What Changes When You Become the Leader?

Gary B Cohen, president and cofounder of ACI Telecentrics, Inc.

Excerpt from “Just Ask Leadership” pages 4-5:

If you’re like me, your ego propelled you into leadership.  You used your creativity and resourcefulness to meet objectives.  You asked questions only to accomplish a specific task.  In general, however, your ego discouraged you from asking questions and disliked following orders.  Egos want to achieve–on their own.

Egos also crave recognition.  With each success, your career has progressed and your standing in the organization or community has grown.  Your ego has grown, too.  You tend to ask fewer questions and provide more answers.  After all, others–even your boss, perhaps –come to you as an oracle.  You likely feel, and are, in control.

Here’s the paradox:  egos can vault you into a leadership position, but as a leader you now must set your ego aside and relinquish control.

As a leader, your career advancement is no longer task-dependent.  Leadership is about allowing others the chance to flourish.  You advance as a leader only when you place your coworkers’ egos above your own.  And you do that, and convey that, by asking questions. (Bolded by LWQ)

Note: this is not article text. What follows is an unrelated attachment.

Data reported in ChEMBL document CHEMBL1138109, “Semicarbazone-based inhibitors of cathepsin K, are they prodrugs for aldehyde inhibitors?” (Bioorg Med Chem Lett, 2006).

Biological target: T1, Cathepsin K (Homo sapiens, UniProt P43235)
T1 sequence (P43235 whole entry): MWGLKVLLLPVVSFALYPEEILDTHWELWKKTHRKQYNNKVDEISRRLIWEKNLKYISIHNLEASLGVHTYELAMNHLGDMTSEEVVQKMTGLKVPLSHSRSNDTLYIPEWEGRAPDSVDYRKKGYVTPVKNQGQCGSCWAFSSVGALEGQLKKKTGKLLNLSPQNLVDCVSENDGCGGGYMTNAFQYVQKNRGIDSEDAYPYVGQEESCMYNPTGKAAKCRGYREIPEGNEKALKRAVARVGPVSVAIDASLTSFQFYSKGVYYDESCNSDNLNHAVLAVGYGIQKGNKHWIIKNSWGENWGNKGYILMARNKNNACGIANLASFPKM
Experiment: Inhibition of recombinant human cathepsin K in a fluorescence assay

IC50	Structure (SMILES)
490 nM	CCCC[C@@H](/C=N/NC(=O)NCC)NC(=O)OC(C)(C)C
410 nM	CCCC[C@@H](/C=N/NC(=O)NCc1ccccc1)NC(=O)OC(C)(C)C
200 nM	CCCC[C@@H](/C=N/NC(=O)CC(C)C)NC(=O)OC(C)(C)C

Four-star general Jack Chain is a true leader.  When he served as a staff officer in the Pentagon, his 10 year-old daughter asked him, “What do you do?”  he thought for a minute and said, “I answer questions.”  Later, when he made commander, his daughter asked how his new role would be different.  His response:  “Now I ask the questions.”

Gary B. Cohen

ABOUT THE AUTHOR

Gary B. Cohen is  is Managing Partner of  co2partners,” operating as an executive coach and consultant. He is the author of Just Ask Leadership.   As President and Co-founder of ACI Telecentrics, Inc., Gary Cohen grew the company from two people to 2,200 employees.

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2 thoughts on “What Changes When You Become the Leader?

  1. yhwhhope says:

    A leader must understand the enomity and responiability of their position. whenever, whereever,to whomeever they may be in contact with,
    sobering statement i like it.

  2. Well said John! You are a wise man!

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